The mobile web ‘Rule of Thumb’

By R. Scott Blamey

By now, everyone pretty much understands the importance of providing a second, mobile-specific (or at least mobile-friendly) website to their viewers. After all, there are already more than 83 million mobile web users out there, and mobile web browsing is paced to exceed desktop web browsing by 2014.

There are many new factors to consider when designing for the growing mobile market: smaller screen sizes; slower connection speeds; unique and specific browsing intentions (e.g. quick access to phone number, directions, hours, prices, etc.); and emerging mobile-specific technologies like location awareness, one-click dialing (webpage phone numbers become links) and camera integration.

Let’s take a look at one area of the most obvious differences: screen size.

When addressing the screen size issue, there are actually several sub factors to consider: physical screen size, resolution (visible pixels) and orientation. While designing a mobile website layout on a high-def 26” widescreen in the office, it’s easy to forget that mobile viewers may be staring at a tiny 2” by 3” screen in bright sunlight and while driving with one hand (what!?). Oh, and they don’t have the precise control of a mouse pointer; they have a thumb.

At BrownBoots, we subscribe to the Rule of Thumb: Every mobile website (or app) should be easily navigable by use of one, big, fat, clumsy thumb.

Here are a few design suggestions by which we abide:

  • Most links should occupy an area no smaller than 50 pixels by 50 pixels (about the area of a light thumbprint).If the website requires only a few pages, consider tabbed navigation (like folder tabs in a filing cabinet).If the site or page requires more than a few related links, consider giving each the entire page width. One layout we like is a rectangular link with a small 50×50 icon floated left, the link title on the first line, and a 4-5 word description beneath the title. Add borders to the top and/or bottom to offset the links, and space them about 4 pixels apart. The entire area is a link. Avoid short text links. For one, they’re usually shorter than 50 pixels. And, they often seem to lie close to other links and make it difficult to select the correct link.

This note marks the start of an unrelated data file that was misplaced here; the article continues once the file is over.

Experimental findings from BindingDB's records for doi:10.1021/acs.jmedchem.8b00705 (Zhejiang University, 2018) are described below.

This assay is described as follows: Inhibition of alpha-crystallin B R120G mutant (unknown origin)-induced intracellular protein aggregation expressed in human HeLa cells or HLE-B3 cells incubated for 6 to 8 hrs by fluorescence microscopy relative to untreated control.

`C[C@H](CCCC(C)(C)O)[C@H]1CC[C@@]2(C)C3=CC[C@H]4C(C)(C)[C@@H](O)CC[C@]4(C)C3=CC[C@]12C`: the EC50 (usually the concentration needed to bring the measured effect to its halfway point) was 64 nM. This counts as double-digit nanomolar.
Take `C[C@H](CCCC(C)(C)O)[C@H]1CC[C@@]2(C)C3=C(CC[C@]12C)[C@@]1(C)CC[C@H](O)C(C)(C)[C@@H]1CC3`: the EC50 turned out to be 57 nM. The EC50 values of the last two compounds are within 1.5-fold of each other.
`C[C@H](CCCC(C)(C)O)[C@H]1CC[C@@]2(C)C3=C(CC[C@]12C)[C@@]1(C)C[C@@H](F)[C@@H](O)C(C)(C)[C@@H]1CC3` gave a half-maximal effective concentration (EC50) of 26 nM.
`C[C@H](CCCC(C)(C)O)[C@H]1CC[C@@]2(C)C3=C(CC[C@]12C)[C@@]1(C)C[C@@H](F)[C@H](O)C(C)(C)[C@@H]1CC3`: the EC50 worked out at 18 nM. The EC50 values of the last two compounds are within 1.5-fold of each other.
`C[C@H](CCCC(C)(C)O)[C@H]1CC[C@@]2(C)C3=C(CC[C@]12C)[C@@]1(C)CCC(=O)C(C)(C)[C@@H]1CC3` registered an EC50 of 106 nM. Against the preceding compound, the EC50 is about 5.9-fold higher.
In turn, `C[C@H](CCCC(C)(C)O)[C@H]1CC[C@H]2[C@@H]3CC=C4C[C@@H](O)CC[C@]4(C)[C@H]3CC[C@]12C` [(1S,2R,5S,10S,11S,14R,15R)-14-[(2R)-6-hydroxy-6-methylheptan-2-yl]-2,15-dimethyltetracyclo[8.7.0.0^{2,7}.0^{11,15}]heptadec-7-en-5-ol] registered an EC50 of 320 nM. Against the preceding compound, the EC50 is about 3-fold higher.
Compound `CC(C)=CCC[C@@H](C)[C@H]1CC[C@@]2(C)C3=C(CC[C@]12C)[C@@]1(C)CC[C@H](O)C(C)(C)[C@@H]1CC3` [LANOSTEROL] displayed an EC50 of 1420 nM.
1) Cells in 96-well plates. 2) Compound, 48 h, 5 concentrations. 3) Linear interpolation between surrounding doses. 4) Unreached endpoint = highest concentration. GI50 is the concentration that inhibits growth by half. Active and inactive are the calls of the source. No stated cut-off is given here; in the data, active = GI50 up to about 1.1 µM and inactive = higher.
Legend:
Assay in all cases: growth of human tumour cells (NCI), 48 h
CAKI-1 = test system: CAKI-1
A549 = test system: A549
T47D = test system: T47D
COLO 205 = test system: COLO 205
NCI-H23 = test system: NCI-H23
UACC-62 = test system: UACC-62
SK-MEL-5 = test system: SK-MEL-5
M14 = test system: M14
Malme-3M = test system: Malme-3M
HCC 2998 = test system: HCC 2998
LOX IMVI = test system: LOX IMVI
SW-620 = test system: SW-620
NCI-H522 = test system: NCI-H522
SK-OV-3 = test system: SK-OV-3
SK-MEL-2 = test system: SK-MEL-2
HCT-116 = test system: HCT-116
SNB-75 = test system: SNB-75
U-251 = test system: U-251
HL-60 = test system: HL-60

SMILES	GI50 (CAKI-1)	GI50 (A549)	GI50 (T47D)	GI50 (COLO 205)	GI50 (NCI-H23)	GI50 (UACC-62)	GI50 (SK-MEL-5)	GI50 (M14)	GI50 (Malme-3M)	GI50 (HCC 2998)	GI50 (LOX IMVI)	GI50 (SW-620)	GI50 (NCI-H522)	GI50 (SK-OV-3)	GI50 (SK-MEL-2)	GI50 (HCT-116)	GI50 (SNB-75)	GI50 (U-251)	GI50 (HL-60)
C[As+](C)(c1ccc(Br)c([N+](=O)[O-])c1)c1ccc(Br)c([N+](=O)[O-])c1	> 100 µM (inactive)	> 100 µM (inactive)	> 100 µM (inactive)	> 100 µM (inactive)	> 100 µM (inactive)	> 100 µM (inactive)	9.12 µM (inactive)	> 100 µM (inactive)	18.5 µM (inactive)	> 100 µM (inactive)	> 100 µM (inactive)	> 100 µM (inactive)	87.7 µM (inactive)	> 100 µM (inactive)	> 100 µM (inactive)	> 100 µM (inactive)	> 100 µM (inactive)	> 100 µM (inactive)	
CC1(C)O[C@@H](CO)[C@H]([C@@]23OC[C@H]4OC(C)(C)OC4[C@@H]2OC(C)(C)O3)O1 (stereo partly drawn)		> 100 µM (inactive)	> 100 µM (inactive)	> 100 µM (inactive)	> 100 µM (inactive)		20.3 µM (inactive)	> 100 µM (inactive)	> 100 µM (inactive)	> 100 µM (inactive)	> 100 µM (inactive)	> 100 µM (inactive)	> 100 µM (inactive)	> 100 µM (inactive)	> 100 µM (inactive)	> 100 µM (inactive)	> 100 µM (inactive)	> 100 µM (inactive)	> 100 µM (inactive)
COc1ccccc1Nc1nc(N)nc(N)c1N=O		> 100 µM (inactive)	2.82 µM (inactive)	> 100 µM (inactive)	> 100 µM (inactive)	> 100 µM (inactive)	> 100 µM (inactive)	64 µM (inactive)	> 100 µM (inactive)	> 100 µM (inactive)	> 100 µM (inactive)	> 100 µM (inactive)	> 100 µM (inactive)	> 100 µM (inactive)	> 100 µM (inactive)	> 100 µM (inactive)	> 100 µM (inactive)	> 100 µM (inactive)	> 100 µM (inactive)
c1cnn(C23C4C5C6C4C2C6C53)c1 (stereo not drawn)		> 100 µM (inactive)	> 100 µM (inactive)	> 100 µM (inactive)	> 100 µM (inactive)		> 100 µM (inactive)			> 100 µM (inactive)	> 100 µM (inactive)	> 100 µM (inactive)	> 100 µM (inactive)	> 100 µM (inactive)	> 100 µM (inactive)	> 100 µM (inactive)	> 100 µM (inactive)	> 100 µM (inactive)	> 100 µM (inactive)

• Place large groups of links in dropdown lists. Many mobile devices open dropdown lists in a large device-specific interface that makes selection much easier. This is a great way to free up screen space, too; after all, viewers want to see content, not navigation. Dropdown lists are especially practical if the links are obvious enough not to require additional description text.
  • Make links obvious. There’s no “hover” feature on touchscreen devices. If you must use inline links (e.g. a word in the middle of a paragraph), use a contrasting color and underline them. Bolding may help, too.

Experience these design practices for yourself on BrownBoots’ mobile website: http://m.brownboots.com. Learn more about mobile website development with BrownBoots’ AC University PowerPoint presentation titled Mobilize Your Website: http://www.brownboots.com/sft690/acumobilewebforweb.pptx.

If you’d like to know more about mobile website development, e-mail Scott at rscott@browwnboots.com or call BrownBoots Interactive at 920.906.9175.

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